Pour ¼ cup warm water into a small bowl, sprinkle with yeast and let stand 5 minutes. Stir to dissolve yeast completely. In a small saucepan, combine 1 cup  milk and 150 butter over medium - low heat until butter is melted. Let stand until lukewarm, about 5 minutes. Lightly beat eggs in a small bowl and add the vanilla extract. In the bowl of an electric mixer with paddle attachment, stir together the flour, sugar, salt, cinnamon, orange and lemon zests. Then mix on low speed  the yeast/water mixture, eggs and the lukewarm milk/butter mixture. This should take about 2 minutes. It should be a soft, but not sticky ball. When the dough comes together, cover the bowl with either plastic or a tea cloth and let rest for 10 minutes. Add in the mixed peel, soaked fruit and almonds and mix with your hands or on low speed to incorporate. Here is where you can add the cherries if you would like. Be delicate with the cherries or all your dough will turn red! Sprinkle flour on the counter, transfer the dough to the counter, and begin kneading (or mixing with the dough hook) to distribute the fruit evenly, adding additional flour if needed. The dough should be soft and satiny, tacky but not sticky. Knead for approximately 8 minutes (6 minutes by machine). The full six minutes of kneading is needed to distribute the dried fruit and other ingredients and to make the dough have a reasonable bread-dough consistency. You can tell when the dough is kneaded enough – a few raisins will start to fall off the dough onto the counter because at the beginning of the kneading process the dough is very sticky and the raisins will be held into the dough but when the dough is done it is tacky which isn't enough to bind the outside raisins onto the dough ball. Lightly oil a large bowl and transfer the dough to the bowl, rolling around to coat it with the oil. Cover the bowl with plastic wrap. Put it in the fridge overnight. The dough becomes very firm in the fridge (since the butter goes firm) but it does rise slowly… the raw dough can be kept in the refrigerator up to a week and then baked on the day you want.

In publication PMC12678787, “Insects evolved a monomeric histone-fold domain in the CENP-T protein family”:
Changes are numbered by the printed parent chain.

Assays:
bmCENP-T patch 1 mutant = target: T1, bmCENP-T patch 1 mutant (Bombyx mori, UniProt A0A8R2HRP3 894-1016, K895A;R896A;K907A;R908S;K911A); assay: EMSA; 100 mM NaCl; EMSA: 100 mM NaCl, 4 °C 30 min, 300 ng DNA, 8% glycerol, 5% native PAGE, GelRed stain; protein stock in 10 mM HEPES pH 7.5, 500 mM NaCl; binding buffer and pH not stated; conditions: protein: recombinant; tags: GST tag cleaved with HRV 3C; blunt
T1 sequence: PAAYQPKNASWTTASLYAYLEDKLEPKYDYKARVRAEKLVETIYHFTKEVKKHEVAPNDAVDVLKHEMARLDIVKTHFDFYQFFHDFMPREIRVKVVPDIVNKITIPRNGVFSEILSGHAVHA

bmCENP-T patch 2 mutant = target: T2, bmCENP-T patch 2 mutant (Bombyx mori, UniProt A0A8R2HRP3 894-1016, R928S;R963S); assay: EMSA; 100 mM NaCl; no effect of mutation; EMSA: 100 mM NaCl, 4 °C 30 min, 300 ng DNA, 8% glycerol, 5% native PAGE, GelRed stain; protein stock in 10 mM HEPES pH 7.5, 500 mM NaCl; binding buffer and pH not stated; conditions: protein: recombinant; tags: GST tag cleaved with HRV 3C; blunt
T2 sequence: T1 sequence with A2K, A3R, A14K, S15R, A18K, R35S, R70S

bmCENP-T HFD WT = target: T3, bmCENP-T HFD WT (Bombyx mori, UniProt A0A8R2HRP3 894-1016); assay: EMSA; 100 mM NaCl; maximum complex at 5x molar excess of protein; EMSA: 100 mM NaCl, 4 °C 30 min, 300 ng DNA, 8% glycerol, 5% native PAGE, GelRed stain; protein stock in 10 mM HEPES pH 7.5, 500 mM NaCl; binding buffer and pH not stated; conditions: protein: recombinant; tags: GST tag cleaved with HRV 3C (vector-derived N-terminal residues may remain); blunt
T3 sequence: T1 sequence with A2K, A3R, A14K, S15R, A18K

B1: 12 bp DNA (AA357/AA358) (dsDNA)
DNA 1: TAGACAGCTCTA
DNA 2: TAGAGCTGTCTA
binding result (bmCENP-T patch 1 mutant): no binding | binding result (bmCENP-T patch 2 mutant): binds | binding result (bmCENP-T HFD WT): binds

Let the dough rest for 2 hours after taking out of the fridge in order to warm slightly. Line a sheet pan with parchment paper. Preheat oven to moderate 350°F/180°C/gas mark 4 with the oven rack on the middle shelf. Punch dough down, roll into a rectangle about 16 x 24 inches (40 x 61 cms) and ¼ inch (6 mm) thick. Starting with a long side, roll up tightly, forming a long, thin cylinder. Transfer the cylinder roll to the sheet pan. Join the ends together, trying to overlap the layers to make the seam stronger and pinch with your fingers to make it stick, forming a large circle. You can form it around a bowl to keep the shape. Using kitchen scissors, make cuts along outside of circle, in 2-inch (5 cm) intervals, cutting 2/3 of the way through the dough. Twist each segment outward, forming a wreath shape. Mist the dough with spray oil and cover loosely with plastic wrap. Proof for approximately 2 hours at room temperature, or until about 1½ times its original size. Bake the stollen for 20 minutes, then rotate the pan 180 degrees for even baking and continue to bake for 20 to 30 minutes. The bread will bake to a dark mahogany color, should register 190°F/88°C in the center of the loaf, and should sound hollow when thumped on the bottom.
Transfer to a cooling rack and brush the top with melted butter while still hot.Immediately tap a layer of powdered sugar over the top through a sieve or sifter. Wait for 1 minute, then tap another layer over the first. The bread should be coated generously with the powdered sugar. Let cool at least an hour before serving. Coat the stollen in butter and icing sugar three times, since this many coatings helps keeps the stollen fresh. When completely cool, store in a plastic bag. Or leave it out uncovered overnight to dry out slightly, German style.

Thanks to Penny for this amazing challenge. Don't forget to visit The Daring Kitchen to find out what other fellows had done, ok?